Feeding your children:
Children have three food groups that they consider to be “acceptable”:
2. Trix cereal
3. Chocolate-flavored Trix cereal
If you try to give your kid any foods that deviate from these groups, you might as well be serving him rat poison. He’ll look at his plate in disgust, then look up at you in disgust, then look back at his plate in disgust, and so on. He will repeat this cycle until you both fall over from exhaustion or until you give up and hand over a Snickers bar.
Another rule of children’s dietary selection is this: Your child won’t like what he liked yesterday. Kids are very fickle. If your child wolfed down every bite of the macaroni and cheese that you served for last night’s dinner, he will despise the very sight of it today, so make sure to have lots of different foods on hand for him to choose from. You must always keep a selection of food that takes up roughly 99.74% of your kitchen cabinet space. The only room that‘s left over for “your food” will be just enough space for a Slim Jim and a box of baking soda, which your kid will all of a sudden decide that he wants to eat.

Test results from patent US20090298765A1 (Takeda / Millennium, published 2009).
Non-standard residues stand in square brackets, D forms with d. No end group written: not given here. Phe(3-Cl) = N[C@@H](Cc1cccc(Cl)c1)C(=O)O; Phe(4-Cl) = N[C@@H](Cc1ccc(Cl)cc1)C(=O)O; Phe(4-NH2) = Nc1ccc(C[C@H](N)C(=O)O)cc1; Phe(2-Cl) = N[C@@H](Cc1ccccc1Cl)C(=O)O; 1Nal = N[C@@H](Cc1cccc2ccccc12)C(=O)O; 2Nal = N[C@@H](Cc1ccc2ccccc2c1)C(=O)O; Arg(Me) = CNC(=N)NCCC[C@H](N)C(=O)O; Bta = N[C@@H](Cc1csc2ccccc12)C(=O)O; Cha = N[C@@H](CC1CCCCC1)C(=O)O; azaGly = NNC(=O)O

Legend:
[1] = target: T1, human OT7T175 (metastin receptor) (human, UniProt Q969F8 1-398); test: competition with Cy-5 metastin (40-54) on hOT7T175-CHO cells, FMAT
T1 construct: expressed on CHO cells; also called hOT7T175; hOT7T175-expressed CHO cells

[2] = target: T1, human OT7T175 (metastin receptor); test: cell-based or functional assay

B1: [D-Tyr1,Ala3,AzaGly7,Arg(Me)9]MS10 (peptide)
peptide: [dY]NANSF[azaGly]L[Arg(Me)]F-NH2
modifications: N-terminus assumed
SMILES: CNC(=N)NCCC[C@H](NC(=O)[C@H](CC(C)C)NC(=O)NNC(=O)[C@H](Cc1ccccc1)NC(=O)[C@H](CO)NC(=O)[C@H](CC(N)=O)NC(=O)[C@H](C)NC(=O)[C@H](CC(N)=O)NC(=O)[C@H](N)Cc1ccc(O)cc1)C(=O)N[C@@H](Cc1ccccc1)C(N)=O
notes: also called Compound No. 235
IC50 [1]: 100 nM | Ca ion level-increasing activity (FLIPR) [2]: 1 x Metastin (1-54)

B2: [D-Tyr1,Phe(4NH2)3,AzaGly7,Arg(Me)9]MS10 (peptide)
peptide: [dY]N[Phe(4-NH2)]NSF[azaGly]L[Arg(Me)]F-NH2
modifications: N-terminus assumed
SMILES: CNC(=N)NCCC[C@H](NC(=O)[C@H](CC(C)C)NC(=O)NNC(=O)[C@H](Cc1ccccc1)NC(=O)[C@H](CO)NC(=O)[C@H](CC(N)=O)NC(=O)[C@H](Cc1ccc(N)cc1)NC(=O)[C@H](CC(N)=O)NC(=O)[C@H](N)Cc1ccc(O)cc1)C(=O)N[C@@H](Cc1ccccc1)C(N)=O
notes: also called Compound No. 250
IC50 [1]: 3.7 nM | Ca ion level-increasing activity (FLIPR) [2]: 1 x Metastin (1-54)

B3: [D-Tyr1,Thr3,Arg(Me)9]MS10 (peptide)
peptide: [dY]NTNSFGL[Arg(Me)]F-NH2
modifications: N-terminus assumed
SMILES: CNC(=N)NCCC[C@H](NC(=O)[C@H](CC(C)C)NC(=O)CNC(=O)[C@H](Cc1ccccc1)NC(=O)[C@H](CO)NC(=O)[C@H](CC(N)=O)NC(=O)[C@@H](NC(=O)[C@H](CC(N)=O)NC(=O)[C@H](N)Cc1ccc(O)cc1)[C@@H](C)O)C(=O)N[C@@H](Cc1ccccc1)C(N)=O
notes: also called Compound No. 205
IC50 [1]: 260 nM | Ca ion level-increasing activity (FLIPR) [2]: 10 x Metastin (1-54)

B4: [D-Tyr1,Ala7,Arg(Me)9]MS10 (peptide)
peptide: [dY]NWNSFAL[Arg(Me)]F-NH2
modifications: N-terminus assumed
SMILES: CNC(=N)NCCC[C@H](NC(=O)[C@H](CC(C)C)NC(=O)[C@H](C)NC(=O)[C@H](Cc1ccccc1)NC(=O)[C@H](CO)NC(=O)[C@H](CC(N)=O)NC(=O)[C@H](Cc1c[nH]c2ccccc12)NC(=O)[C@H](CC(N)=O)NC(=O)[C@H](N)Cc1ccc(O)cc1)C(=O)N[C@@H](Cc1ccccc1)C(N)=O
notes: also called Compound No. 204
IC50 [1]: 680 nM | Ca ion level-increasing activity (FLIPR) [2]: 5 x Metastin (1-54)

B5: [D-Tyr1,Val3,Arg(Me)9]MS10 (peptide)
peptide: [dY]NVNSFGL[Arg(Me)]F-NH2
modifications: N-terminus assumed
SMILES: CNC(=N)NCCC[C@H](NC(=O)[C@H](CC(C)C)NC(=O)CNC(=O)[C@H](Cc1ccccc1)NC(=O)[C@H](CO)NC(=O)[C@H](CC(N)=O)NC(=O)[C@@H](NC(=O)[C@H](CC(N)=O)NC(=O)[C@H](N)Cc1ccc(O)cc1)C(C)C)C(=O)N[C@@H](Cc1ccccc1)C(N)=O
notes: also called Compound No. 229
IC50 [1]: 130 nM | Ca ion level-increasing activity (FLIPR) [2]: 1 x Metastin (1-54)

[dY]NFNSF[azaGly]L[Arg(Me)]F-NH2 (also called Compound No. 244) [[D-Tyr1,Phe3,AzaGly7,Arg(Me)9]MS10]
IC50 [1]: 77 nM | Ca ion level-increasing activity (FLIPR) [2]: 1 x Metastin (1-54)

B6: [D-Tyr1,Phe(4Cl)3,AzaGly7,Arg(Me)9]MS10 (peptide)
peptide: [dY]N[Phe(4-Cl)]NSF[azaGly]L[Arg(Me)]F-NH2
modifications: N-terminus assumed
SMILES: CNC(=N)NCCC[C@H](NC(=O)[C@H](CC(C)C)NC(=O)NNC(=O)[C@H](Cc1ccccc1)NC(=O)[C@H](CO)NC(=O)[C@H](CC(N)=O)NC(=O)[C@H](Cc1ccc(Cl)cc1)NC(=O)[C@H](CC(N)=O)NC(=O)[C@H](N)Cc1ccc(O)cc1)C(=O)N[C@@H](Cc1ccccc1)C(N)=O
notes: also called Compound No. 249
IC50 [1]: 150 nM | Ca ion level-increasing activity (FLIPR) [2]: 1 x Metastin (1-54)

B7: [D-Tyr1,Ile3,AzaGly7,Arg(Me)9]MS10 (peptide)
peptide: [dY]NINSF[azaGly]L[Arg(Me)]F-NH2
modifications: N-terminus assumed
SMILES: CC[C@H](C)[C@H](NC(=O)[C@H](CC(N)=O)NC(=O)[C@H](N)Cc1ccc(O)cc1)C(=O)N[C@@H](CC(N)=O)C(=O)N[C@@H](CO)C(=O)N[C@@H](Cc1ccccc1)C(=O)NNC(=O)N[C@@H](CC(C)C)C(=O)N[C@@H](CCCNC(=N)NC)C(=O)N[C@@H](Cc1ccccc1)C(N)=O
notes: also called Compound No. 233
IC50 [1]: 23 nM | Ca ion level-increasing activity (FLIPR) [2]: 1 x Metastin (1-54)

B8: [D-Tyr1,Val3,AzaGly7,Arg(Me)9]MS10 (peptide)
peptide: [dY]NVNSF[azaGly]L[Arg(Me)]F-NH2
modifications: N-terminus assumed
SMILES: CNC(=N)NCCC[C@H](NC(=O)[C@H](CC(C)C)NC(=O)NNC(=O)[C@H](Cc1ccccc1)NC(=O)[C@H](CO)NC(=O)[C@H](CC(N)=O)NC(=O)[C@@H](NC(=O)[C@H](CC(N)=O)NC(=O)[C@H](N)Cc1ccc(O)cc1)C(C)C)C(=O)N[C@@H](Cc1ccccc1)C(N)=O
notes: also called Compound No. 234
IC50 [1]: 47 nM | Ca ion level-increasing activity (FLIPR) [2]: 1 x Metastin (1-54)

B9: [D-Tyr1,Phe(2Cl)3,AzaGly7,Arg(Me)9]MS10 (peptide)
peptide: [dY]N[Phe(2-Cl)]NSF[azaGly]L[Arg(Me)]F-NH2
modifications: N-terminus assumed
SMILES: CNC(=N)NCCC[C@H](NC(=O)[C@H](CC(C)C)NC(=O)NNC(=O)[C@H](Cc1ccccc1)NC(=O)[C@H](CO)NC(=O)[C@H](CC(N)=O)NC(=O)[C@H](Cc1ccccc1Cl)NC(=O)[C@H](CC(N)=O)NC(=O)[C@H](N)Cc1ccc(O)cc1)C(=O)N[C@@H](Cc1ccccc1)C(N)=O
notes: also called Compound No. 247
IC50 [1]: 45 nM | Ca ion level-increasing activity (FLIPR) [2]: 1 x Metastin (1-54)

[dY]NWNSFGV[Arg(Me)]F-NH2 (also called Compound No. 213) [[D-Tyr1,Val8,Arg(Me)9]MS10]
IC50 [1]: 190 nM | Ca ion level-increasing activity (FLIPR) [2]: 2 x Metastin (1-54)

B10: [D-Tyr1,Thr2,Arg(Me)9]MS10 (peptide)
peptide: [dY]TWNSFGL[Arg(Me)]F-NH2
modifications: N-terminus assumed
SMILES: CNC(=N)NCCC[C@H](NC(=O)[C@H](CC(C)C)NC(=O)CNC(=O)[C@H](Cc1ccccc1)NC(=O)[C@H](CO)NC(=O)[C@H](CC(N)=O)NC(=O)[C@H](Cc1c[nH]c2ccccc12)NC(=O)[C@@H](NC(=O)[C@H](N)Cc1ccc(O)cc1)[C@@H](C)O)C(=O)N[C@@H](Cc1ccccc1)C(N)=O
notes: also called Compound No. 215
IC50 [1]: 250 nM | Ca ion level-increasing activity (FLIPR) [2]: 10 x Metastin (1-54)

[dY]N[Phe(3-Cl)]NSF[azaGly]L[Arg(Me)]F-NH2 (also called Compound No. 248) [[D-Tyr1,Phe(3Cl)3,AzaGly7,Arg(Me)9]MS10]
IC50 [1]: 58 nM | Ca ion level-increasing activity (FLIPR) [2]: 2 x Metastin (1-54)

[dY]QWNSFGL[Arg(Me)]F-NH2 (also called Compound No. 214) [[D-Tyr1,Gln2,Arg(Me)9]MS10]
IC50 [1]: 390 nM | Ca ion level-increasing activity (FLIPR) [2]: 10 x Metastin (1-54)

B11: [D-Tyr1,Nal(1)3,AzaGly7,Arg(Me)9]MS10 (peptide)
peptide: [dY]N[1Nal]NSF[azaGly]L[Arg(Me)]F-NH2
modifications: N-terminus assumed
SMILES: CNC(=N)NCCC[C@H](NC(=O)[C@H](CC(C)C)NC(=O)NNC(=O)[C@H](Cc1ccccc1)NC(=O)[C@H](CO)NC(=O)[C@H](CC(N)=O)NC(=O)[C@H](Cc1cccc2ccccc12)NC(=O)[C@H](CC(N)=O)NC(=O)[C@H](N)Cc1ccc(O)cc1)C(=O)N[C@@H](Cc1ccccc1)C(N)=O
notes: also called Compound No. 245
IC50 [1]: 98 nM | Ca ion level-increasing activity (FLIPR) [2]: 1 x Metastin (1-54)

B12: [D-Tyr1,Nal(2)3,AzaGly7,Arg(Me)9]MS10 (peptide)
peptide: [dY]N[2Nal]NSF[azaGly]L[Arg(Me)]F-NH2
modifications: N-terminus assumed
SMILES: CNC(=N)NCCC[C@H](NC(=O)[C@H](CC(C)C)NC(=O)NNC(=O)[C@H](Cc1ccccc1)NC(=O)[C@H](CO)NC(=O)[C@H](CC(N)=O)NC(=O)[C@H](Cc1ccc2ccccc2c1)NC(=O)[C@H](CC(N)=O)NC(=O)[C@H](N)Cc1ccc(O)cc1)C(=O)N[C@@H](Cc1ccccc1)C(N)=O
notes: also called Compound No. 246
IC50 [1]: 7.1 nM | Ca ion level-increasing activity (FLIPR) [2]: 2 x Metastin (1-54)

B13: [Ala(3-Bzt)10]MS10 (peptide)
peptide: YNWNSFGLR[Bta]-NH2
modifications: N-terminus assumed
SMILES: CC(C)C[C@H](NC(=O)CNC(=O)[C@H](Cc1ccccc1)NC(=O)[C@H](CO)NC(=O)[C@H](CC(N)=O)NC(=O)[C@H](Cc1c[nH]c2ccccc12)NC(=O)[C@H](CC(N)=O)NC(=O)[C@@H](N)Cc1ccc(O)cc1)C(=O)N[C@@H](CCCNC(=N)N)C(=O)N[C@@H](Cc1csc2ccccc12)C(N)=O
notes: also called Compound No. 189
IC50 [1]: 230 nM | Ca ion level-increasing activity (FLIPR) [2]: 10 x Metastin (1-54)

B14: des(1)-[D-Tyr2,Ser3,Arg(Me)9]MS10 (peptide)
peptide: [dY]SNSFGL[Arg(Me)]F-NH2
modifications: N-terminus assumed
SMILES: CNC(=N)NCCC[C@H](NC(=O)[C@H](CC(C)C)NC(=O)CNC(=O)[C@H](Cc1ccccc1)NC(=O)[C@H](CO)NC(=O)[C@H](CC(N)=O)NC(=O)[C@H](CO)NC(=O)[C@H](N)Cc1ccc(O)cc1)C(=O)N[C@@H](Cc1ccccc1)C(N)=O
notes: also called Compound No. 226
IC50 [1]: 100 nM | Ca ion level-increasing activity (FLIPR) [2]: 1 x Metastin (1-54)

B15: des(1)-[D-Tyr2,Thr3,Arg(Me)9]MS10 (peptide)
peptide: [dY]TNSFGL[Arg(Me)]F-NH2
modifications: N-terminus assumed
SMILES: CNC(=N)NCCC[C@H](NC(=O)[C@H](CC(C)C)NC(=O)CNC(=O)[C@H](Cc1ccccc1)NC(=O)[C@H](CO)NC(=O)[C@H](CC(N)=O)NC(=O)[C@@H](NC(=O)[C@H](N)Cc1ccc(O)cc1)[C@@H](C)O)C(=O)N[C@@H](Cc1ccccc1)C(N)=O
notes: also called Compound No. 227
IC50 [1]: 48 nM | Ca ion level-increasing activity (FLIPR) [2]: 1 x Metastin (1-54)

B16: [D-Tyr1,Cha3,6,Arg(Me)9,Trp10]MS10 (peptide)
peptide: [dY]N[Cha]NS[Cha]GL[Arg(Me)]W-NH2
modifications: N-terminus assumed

Once you’ve got your child’s meal prepared and set on the plate in front of him, he may resolve that he isn’t going to eat it, even though he was the one who picked it out. In this case, there are a few different things you can try to get him to eat.
This is the time-honored action of spooning up your child’s food, then “flying” it into his mouth while you make stupid and embarrassing airplane sounds. The object is to get your child to open the “hangar”—his mouth—and allow you to spoon-feed the plane-food. The major drawback to this method is that your child will never open his “hangar” during the whole process, and the entire contents of his dinner will end up on his shirt.
This one involves building a crude catapult out of a salt shaker and a spoon. Lay the salt shaker on its side, then place a spoon that’s full of food on top of it. Angle the contraption so that a slap to the handle of the spoon will cause the food to fly toward the general direction of your child. Repeat this process two hundred or more times until you actually get something into your child’s mouth.
“The I Give Up. Let’s Go To McDonald’s”:
If you’ve exhausted all other methods of coaxing your child into eating, and if you’ve developed a new ulcer from dealing with mealtime, you may want to give this option a try. It explains itself.